require low level operating system or hardware access.  This includes most
off the usual desktop applications such as word processors or spreadsheets.
Stand alone Java applications could be distributed on standard ISO 9660
format CD-ROMs and installed on any Java capable machine, be it Unix,
Windows, Mac or Amiga based.

Java does have its down sides and limitations, however.  Java is still very
new and its development tools are immature compared to those of other
languages and platforms.  Also programmers have less experience with
developing software for Java.  These two facts are likely to change
rapidly.  Developers are adopting Java at an unprecedented rate and Java's
similarity to C++ reduces the learning curve.

A second limitation of Java stems from the same source as its greatest
strength.  Java's portability results from the VM isolating the program
from the underlying OS and hardware.  This means that Java programs can not
fully utilized specific OS or hardware features without sacrificing cross
platform portability.   Also portability is not perfect because Java run
time environments on different platforms do not implement all features in
an identical manner.

The third significant limitation of Java is that Java code is not as fast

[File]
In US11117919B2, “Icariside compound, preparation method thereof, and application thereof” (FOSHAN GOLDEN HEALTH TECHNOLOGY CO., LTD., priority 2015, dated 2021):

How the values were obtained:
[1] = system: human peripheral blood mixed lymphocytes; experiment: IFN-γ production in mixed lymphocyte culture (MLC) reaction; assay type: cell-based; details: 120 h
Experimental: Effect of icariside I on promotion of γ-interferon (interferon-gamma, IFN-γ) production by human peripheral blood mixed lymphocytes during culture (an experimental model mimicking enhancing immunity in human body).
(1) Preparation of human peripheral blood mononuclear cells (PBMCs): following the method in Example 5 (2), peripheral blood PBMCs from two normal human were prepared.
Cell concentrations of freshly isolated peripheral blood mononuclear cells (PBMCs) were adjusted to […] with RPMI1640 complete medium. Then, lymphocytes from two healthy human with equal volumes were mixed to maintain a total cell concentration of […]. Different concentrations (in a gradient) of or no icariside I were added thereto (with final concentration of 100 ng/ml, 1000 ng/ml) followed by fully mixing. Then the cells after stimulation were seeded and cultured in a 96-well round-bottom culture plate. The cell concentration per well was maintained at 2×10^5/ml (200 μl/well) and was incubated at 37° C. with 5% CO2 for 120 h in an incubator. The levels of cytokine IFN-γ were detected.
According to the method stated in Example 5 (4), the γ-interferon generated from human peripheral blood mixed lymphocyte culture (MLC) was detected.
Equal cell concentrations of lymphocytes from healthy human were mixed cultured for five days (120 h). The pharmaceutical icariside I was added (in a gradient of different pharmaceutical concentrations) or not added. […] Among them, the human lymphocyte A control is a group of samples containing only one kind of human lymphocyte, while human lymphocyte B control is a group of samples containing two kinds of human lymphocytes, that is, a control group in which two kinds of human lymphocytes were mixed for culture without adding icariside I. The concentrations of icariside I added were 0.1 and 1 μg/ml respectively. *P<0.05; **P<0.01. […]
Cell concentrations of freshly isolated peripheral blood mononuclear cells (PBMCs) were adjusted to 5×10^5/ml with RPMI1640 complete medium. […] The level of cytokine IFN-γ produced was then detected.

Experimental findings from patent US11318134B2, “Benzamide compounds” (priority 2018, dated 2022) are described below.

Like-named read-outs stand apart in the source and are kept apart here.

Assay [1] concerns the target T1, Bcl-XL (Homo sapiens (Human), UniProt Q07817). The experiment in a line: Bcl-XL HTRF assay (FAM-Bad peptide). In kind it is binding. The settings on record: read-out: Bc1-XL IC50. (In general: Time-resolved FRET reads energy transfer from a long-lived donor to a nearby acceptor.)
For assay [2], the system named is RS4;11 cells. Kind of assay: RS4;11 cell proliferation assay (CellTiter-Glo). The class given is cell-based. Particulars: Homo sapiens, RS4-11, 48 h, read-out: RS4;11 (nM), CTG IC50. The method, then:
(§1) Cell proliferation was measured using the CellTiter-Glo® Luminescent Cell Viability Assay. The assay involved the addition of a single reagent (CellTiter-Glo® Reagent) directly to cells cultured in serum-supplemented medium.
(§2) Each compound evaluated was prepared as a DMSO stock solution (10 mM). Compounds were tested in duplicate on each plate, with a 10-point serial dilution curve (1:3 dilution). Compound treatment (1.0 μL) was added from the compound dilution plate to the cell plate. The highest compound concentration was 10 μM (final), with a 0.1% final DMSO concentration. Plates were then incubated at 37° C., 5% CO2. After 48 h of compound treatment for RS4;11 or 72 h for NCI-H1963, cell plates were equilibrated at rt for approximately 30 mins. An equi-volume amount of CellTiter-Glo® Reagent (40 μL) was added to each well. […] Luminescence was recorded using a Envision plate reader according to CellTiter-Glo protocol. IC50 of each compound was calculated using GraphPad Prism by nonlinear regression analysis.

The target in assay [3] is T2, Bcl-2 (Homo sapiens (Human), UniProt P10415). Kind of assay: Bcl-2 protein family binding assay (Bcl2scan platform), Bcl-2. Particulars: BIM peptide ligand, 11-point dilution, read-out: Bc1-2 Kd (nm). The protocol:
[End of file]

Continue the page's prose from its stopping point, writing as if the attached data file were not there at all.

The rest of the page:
as native code.  Java byte code is interpreted and converted into machine
code on the fly during program execution by the Java run time environment.
For this reason C and C++ code can execute an order of magnitude faster
than Java code.  One method to speed up Java code that has been introduced
is Just in Time (JIT) compilers.  JIT compiler interprets byte code during
execution like a regular interpreter but the resulting machine code is
cached in memory during program executing.  If a piece of code is needed a
second time the cached machine code is executed.   JIT compilers can
execute Java code at approximately 50% the speed of native code.

The future may also see static Java compilers for specific platforms.  This
would allow Java applications to achieve almost C or C++ speed.  In my
opinion the best option would be a compile on install option.  Java byte
code could be distributed in a platform independent manner and the
individual Java implementations could compile the byte code into native
machine code during installation to the hard drive.  This method would
retain portability and provide good performance.  I know of no Java
implementation that supports this feature.

Also as computers continue to improve in speed, the importance of highly
efficient code will decrease for most application.  C and C++ have already
supplanted assembly code for most application development.  Even high level
languages and authoring systems, such as Visual Basic and AmigaVision, are
being used for some professional application development.

Despite its current limitations Java is receiving tremendous support and is